Olbermann and Letterman want Brian Williams back on air

A history of trouble at NBC News
A history of trouble at NBC News

Keith Olbermann and David Letterman commiserated over the suspension of their friend Brian Williams on Tuesday night, drawing applause when they expressed a desire to see Williams back on the air.

Williams was slated to be a guest on the "Late Show with David Letterman" last month when his career-threatening controversy erupted and forced him to cancel his appearance.

Like Williams, ESPN's Olbermann has been a frequent "Late Show" guest. In setting up the topic Tuesday, Letterman described Williams as "a mutual friend of ours."

"There's more to this than we understand, and I don't know what it is," Olbermann told Letterman. "But I would like to think it's fixable, and I'd like to see him back on the air. And I'd like to see this resolved."

The attendance at the Ed Sullivan Theater broke into applause.

Related: Disarray at NBC News: What's Next?

Williams is serving a six-month suspension from "NBC Nightly News" for telling an exaggerated story about his experience on a helicopter mission during the Iraq War in 2003. For years, Williams said he was aboard a U.S. helicopter that was forced to make an emergency landing after getting struck by a rocket-propelled grenade. He was actually on a different helicopter traveling well behind the one that was damaged by enemy fire.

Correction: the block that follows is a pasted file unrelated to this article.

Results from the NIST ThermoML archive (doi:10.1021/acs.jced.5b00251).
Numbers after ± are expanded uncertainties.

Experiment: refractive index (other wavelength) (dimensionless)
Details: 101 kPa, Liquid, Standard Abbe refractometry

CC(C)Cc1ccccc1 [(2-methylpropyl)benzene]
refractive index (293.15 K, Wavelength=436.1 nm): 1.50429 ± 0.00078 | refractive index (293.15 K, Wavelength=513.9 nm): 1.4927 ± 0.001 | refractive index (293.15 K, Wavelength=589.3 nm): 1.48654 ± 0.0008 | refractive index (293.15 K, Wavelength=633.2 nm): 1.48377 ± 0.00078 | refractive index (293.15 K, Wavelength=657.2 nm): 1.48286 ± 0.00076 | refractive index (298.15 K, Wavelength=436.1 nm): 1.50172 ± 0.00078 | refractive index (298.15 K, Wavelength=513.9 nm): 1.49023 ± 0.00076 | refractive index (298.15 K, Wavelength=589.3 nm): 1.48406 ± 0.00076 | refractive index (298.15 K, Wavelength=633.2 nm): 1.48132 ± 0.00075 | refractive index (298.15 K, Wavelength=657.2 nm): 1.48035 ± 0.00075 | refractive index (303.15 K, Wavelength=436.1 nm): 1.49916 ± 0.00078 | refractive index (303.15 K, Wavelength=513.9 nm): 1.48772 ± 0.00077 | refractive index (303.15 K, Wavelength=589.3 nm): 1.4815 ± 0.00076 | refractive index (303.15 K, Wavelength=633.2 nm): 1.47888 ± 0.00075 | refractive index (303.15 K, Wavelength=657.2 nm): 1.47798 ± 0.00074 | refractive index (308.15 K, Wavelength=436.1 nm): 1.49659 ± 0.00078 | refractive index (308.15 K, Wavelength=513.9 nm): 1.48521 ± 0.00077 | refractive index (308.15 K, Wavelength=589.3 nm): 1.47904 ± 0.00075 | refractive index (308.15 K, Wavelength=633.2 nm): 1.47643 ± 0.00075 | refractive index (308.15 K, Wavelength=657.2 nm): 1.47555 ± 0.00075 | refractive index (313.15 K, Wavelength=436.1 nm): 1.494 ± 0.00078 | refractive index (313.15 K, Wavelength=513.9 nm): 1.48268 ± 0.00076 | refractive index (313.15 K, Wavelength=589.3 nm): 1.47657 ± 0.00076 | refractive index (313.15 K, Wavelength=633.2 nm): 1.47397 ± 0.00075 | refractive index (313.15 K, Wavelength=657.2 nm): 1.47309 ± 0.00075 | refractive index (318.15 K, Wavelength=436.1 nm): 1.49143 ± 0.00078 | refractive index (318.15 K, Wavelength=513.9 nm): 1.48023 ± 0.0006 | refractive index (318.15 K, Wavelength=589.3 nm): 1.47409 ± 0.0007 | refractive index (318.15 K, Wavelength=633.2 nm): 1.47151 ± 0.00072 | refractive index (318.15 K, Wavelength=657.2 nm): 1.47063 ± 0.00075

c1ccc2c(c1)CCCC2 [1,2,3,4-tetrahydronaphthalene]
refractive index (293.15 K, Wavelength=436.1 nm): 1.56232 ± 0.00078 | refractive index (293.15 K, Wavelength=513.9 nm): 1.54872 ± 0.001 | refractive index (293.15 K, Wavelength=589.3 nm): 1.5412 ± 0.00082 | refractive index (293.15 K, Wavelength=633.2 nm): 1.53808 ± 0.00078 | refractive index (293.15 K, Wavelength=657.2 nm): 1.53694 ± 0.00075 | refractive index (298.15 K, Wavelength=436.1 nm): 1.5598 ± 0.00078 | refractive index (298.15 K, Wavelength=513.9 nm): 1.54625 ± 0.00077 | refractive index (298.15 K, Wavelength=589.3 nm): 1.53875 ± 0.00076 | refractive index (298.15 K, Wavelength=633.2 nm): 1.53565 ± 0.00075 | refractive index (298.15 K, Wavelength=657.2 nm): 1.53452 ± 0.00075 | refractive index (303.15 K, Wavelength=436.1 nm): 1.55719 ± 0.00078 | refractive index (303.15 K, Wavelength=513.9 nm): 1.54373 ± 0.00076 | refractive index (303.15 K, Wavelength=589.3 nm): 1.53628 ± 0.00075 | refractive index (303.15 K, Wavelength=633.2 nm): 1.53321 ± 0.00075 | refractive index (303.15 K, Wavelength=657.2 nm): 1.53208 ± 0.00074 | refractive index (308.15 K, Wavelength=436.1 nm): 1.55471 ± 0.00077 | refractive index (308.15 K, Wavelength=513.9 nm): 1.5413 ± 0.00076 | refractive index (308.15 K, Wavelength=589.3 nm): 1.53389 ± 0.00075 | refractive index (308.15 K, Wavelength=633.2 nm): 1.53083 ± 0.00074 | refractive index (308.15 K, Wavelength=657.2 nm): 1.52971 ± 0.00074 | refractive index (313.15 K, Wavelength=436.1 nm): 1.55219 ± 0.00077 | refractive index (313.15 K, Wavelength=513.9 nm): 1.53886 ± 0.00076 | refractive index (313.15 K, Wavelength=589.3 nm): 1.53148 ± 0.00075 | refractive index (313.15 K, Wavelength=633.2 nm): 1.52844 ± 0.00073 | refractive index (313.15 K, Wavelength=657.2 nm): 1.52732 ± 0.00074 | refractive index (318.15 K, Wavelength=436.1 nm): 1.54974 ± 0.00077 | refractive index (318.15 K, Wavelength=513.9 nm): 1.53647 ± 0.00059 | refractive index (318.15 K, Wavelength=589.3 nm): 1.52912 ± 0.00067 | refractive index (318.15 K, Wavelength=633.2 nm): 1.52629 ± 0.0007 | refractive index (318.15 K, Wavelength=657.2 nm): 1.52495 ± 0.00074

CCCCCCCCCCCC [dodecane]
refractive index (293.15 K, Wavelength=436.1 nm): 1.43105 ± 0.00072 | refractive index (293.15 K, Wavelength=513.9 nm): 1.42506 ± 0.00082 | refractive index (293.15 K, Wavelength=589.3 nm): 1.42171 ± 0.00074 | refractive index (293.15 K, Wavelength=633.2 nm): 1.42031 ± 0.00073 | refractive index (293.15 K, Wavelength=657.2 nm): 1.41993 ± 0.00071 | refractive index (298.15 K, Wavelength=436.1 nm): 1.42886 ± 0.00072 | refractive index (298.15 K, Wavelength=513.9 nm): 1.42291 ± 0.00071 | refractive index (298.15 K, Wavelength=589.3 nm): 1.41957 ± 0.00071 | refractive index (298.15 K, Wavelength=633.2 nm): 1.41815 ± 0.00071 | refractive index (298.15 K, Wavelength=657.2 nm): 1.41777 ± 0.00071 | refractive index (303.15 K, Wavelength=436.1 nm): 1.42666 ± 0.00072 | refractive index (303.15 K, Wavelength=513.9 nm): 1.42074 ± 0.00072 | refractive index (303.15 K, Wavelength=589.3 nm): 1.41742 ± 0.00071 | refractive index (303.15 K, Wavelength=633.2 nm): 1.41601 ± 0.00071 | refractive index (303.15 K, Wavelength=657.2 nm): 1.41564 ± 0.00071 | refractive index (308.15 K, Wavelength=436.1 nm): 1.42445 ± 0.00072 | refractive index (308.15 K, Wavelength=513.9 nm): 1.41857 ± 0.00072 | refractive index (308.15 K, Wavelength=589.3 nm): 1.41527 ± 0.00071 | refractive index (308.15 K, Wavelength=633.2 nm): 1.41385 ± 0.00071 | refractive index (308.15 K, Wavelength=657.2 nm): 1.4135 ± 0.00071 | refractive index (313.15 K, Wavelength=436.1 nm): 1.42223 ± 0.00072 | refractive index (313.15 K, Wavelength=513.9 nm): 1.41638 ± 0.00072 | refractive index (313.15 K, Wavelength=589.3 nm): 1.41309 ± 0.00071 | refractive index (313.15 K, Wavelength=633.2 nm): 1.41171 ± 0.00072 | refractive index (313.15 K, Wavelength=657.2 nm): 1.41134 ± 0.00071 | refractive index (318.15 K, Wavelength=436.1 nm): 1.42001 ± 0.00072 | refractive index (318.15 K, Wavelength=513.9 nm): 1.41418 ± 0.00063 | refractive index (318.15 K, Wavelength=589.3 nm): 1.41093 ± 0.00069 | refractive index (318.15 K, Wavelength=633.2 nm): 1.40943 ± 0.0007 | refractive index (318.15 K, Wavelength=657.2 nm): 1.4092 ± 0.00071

Along with the suspension, NBC News announced an internal investigation into Williams' Iraq story, as well as other suspect accounts, particularly claims he's made about covering Hurricane Katrina. At various times, Williams has described witnessing a dead body floating by his New Orleans hotel and a suicide in the Superdome during his time covering the storm's aftermath in 2005.

Olbermann, who was previously a member of the NBC News family as a host on MSNBC, is no stranger to suspensions, including a recent one from his current employer. ESPN took him off the air last month for a series of combative tweets. He defended Williams by saying the anchor deserved credit for covering Iraq and Katrina.

"My report from Iraq would be, 'I got up in a helicopter and I crapped my pants,'" Olbermann joked.

"The thing that's being left out of this is to have supposedly exaggerated stories about Iraq, he had to have been in Iraq," Olbermann added. "To supposedly have seen a guy who may or may not have floated down the flood [in New Orleans after Katrina], he was there."

Related: What Stephanopoulos doesn't understand about Brian Williams controversy

Letterman echoed Olbermann's sentiments

"One would hope, in this day and age, that this can be overcome, for God sakes," Letterman said.

Williams' future at NBC remains in doubt, as evidenced by a report last weekend in New York Magazine that painted a picture of "chaos" within the network's news division. The report indicated that Williams, who's long been chummy with the likes of Letterman and Jon Stewart, had serious ambitions to stake out his own corner in late night television.

There is one development possibly working in Williams' favor. Andy Lack, a friend of Williams who enjoyed success running the network's news division in the 1990s, was appointed last week as chairman of NBC News and MSNBC.


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